[行业报告] Ending hunger in Asia and the Pacific by 2030: An assessment of investment requirements in agriculture 进入全文
About 518 million people in Asia and the Pacific suffered from hunger in 2017—1 million more than in the previous year. Farmers face challenges such as shrinking natural resources, degrading environments, and declining labor availability in addition to climate change and financial non-viability. The demand for food and nutrition is also increasing. With all this, more investment in agriculture is needed to accomplish Sustainable Development Goal 2—ending hunger and malnutrition by 2030. In the report, findings presented were taken from the analysis of recent trends in food security, gross domestic product, and population growth as well as agricultural supply, demand, and trade.
Public rejection of genetically engineered (GE) plants in Germany is widespread; there is no commercial GE crop production and practically no foods labeled as Genetically Modified Organisms (“GMO”) on the market. Despite this, Germany is home to world-class companies that develop and supply GE seeds globally. The decision of the Court of Justice of the European Union (CJEU) on the regulation of genome editing puts the future of the domestic plant breeding sector in jeopardy. Germany’s livestock industry is a major consumer of imported GE soybeans for use as animal feed.
[行业报告] How the United States benefits from agricultural and food security investments in developing countries 进入全文
U.S. foreign agricultural assistance investments bring substantial economic, health, and security benefits to both developing countries and the United States. This report describes the food security investments of the U.S. Agency for International Development and how improving agriculture in developing countries brings positive returns to the United States and developing countries. The multiple benefits of foreign agricultural assistance include growth of agri-food systems of developing countries, and positive impacts on U.S. jobs and exports, technology spillovers that support U.S. agricultural production, health and nutrition of U.S. consumers, and global and U.S. security.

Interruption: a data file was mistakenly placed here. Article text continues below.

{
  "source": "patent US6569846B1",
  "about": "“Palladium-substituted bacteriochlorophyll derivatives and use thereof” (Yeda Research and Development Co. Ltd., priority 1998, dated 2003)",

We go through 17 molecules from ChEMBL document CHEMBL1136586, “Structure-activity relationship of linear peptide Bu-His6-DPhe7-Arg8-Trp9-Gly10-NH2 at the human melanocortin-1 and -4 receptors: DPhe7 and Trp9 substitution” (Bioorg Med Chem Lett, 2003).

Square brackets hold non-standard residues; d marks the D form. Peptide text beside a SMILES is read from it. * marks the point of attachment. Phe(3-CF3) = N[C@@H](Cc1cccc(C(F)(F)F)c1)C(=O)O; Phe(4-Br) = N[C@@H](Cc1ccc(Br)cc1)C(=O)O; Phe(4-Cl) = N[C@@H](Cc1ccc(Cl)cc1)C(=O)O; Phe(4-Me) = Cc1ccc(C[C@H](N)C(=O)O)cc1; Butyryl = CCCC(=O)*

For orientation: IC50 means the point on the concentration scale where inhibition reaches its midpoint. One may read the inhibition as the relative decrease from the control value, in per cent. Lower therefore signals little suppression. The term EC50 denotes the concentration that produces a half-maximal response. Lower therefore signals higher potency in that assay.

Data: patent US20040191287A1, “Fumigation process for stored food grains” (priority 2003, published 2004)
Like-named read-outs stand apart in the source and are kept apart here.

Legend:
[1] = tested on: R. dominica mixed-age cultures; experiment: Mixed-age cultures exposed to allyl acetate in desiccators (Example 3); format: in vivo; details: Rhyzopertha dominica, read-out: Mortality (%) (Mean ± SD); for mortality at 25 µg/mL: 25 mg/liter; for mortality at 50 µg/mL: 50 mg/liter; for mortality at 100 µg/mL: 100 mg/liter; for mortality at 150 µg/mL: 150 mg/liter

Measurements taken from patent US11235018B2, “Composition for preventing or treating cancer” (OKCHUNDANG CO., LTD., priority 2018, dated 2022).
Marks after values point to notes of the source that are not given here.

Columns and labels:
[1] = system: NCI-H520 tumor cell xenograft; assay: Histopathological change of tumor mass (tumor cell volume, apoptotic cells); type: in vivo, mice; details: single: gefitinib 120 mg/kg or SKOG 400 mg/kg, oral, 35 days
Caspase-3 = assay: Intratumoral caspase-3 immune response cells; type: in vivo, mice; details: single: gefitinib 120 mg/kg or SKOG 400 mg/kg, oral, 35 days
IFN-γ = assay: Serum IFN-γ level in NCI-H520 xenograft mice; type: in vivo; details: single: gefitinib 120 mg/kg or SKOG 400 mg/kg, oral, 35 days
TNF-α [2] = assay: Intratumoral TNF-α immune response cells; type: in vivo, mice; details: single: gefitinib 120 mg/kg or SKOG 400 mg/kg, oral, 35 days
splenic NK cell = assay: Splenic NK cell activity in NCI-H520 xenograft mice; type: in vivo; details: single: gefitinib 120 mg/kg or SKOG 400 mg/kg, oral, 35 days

This is the eighth report in the Who Cares about the Environment? social research series undertaken triennially since 1994. It measures environmental knowledge, attitudes and behaviours in the NSW population, and provides an indication of how these have changed over time. In 2015, the research comprised quantitative and qualitative components. The quantitative component involved a dual-frame (landline and mobile) telephone survey of 2000 people in New South Wales, aged 15 years and over. It was done from late August to early October, 2015. The qualitative component involved eight focus groups in Sydney and regional New South Wales in late November and early December, 2015. This document reports the full set of results from the survey, with comparisons to previous surveys where possible. Each survey in the Who Cares about the Environment? research comprises time series questions to measure changes over time, and new questions for current priority topics. The new topics for the 2015 survey were informed by consultation with users as part of an independent evaluation of the Who Cares? research series.
On the occasion of the release of the State of Food and Agriculture 2019. Moving forward on food loss and waste reduction, here is a selection of FAO titles exploring the linkages between food loss and waste and food security, and suggesting ways of reducing waste while improving nutrition and environmental sustainability.
On October 7, 2019, the United States and Japan signed the U.S.-Japan Trade Agreement. This Agreement enhances market access, allowing American farmers and ranchers to remain competitive to other countries receiving preferential treatment in Japan. Since the United States withdrew from the Trans-Pacific Partnership in January 2017, uncertainty for U.S. agricultural competitiveness developed as signs of a trade agreement with Japan appeared bleak. Concerns grew as the remaining 11 countries progressed forward to implement the multilateral agreement without the United States, renamed the Comprehensive and Progressive Agreement for Trans-Pacific Partnership (CPTPP), followed by another agreement between Japan and the European Union. Japan is not only the third-largest agricultural export market for the United States, but also the third-largest market for U.S. wheat exports.